The hacker ethic is important socially, but it operates on the individual level. Once you talk about an open *organization*, there are more aspects to how the world sees, interacts with, and considers using the outputs of an organization that really need some discussion. Code is only valuable to the world if other people use it: individual hacker projects are less likely to actually get *used* in the larger world than community or company-driven projects.

Separately, the really big looming issues are trademarks and brands. People kind-of are thinking about how an open organization builds a brand, although most of us reading opensource.com have far less experience than even the smallest advertising company. But the real issue that is still widely misunderstood is trademarks, and how the law defines ownership for them.

In an "open organization", who owns the trademark? The hacker's point of view is immaterial - it all depends on what the legal entity using the trademark and providing the software product is.

Organizations (~= legal entities) still exist in a perfect hacker world, and an *open* organization is still an *organization*, operating within the framework of (e.g.) trademark law. Whether a particular organization chooses to enforce trademarks within that framework is an open question, as is the evolution of that framework should openness carry the day.

But, why do you see trademarks and brands as such crucial issues?

In reply to by Shane Curcuru

The brand is (for a short definition) what the world perceives as the product or organization's identity. It's how new users (and potential contributors of all sorts) find you, and it's the symbol everyone else associates with who you or your organization are.

Trademarks are the legal instantiation of a brand. Trademark laws are both fairly complex, rely on tiny details of how your web pages are presented in the real world, and - on top of that - are widely misunderstood. More to the point, you generally can't share a trademark across organizations, because the entire point of a trademark is that consumers associate a *single* entity with the product they're buying or using.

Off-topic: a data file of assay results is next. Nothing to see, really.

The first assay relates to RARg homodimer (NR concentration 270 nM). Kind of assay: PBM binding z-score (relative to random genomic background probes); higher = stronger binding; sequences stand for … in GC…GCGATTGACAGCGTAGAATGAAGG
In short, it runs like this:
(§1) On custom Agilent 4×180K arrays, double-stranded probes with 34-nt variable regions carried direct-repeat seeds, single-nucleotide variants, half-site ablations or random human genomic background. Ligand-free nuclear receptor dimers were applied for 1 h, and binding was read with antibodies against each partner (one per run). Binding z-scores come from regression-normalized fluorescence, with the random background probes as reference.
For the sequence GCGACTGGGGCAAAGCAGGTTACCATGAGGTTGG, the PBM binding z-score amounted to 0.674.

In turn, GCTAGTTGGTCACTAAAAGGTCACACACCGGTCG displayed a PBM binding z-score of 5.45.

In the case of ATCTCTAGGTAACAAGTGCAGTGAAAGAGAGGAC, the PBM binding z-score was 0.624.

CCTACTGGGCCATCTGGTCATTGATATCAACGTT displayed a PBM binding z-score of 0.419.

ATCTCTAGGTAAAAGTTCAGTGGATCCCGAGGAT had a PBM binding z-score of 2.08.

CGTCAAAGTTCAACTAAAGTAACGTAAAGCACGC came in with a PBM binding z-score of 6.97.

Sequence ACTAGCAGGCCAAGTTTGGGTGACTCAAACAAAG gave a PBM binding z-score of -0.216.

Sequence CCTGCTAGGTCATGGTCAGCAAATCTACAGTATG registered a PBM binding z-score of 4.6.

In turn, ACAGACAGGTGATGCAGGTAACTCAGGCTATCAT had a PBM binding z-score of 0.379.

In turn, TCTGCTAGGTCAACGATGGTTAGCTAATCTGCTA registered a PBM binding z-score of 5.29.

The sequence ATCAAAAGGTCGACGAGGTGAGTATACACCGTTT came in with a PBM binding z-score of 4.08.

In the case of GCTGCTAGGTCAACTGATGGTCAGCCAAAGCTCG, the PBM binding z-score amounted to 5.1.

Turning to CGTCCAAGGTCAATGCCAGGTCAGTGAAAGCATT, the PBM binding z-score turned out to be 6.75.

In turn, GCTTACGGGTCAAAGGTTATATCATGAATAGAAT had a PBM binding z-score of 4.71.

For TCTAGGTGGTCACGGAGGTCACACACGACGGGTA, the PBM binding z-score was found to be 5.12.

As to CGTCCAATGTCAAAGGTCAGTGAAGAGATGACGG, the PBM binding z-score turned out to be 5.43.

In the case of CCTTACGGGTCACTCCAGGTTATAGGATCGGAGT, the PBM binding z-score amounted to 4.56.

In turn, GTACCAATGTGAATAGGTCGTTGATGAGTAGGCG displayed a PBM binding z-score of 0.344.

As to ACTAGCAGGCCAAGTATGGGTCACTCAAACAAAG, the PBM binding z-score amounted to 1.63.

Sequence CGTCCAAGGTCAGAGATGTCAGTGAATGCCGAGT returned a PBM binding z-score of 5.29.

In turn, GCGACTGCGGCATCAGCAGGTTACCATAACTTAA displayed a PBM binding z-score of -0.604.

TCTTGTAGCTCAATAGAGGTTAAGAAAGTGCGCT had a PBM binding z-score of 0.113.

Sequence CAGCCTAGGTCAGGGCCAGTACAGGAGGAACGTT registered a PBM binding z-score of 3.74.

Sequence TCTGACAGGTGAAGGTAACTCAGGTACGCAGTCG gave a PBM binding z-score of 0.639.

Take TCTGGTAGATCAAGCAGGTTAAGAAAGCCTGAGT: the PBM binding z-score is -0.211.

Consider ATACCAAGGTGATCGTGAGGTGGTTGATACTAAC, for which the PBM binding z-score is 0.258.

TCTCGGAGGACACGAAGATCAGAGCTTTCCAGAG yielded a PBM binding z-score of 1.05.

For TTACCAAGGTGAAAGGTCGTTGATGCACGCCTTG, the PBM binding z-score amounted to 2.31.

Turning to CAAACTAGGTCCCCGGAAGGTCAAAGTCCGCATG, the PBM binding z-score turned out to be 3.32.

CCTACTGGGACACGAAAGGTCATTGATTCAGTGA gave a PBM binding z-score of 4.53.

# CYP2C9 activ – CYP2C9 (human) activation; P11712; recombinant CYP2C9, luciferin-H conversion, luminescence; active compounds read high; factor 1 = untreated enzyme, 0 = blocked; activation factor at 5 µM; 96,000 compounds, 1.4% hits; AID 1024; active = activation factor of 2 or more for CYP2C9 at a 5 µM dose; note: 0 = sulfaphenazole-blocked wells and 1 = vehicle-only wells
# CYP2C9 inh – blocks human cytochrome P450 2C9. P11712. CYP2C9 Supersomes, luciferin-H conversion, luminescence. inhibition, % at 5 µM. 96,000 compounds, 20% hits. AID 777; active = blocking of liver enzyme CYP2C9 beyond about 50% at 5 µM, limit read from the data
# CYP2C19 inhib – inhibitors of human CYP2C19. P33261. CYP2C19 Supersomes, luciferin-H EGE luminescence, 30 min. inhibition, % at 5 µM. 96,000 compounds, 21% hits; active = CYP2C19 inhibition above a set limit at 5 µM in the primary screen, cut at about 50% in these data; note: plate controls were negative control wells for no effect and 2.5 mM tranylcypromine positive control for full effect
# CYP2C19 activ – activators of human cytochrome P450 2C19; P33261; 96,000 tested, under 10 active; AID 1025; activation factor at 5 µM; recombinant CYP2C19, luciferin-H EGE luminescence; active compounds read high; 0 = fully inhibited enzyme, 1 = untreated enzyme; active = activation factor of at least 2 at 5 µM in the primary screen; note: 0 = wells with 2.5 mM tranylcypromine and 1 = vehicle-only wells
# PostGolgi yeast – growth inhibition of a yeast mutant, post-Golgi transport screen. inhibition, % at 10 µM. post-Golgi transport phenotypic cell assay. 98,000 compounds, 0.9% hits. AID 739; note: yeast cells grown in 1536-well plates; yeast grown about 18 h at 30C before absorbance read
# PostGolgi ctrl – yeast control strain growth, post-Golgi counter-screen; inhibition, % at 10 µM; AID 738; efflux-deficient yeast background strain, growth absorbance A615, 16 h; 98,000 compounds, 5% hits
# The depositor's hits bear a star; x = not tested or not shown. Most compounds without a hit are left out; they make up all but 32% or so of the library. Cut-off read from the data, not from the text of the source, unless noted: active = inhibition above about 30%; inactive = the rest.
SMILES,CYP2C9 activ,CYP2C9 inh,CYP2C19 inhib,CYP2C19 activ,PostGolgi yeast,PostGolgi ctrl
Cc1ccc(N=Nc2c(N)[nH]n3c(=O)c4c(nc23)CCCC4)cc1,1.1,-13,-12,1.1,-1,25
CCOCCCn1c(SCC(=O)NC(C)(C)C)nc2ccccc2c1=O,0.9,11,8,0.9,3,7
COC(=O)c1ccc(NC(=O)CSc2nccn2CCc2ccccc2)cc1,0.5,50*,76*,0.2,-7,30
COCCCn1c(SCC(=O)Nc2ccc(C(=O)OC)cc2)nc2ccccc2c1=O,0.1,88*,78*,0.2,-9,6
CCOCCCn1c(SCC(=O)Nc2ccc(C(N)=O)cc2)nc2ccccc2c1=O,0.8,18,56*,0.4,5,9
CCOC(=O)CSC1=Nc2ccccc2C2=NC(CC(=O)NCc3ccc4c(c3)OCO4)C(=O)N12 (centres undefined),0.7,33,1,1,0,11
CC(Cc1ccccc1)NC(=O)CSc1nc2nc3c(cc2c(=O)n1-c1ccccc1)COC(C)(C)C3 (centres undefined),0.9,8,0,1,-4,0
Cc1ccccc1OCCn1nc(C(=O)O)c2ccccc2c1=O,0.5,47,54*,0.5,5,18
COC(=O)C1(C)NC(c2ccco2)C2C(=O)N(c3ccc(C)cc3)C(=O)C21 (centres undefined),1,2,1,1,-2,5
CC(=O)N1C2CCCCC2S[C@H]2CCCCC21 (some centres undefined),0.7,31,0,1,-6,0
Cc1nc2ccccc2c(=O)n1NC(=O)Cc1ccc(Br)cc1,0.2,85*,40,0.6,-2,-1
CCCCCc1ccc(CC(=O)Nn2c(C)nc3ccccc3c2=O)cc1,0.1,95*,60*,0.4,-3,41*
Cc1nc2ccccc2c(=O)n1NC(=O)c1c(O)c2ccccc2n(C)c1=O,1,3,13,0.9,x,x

Obviously, it depends on each organization and their goals - and how the marketplace of potential competitors acts - if trademark law will actually matter in daily life for your project. Unfortunately, when trademark disputes do come up, they can be very messy, and can be hard for traditional open source projects (especially nonprofits) to fix once a problem comes up.

And your example is a perfect one: Gratipay versus Liberapay - forks in code and business models, but different brands and trademarks. While the differences are obvious and intuitive for people working on these projects, the main difference to other humans is the world is the brand.

In reply to by whit537

This is an interesting topic and worthy of consideration (in Gratipay we're thinking about this in https://github.com/gratipay/inside.gratipay.com/issues/692; I've taken the liberty of cc'ing you there).

Now, the point of trademark law as I understand it is consumer protection. But enforcing trademark law is expensive and difficult, requiring constant vigilance, and neglecting to act to protect a trademark means giving it up (yes?).

But why is trademark law still relevant in the age of Twitter, when consumers can be informed of brand confusions swiftly and directly? Aren't social media and email cheaper and faster ways of protecting consumers than legal actions?

In reply to by Shane Curcuru

Remember how I said that trademark law is widely misunderstood? 8-)

> "But enforcing trademark law is expensive and difficult, requiring constant vigilance, and neglecting to act to protect a trademark means giving it up (yes?)."

It depends, but in general, no to all of the above - at least in the practical cases that open source projects like we're talking about here deal with.

This is a much bigger conversation than a reply thread here, but suffice to say there are a bunch of fairly simple things you can do that give you decent insurance about protecting your trademark later. Picture it like insurance: you have to pay (a tiny bit - in project organization, not money) up front, for protection later.

If you don't act at all to protect your trademarks now, *if* something comes up later, you'll be stuck. But with a little work beforehand, you have a reasonable ability later to *choose* if you want to defend the trademark or not.

Thanks for the GitHub mention, will follow over there.

In reply to by whit537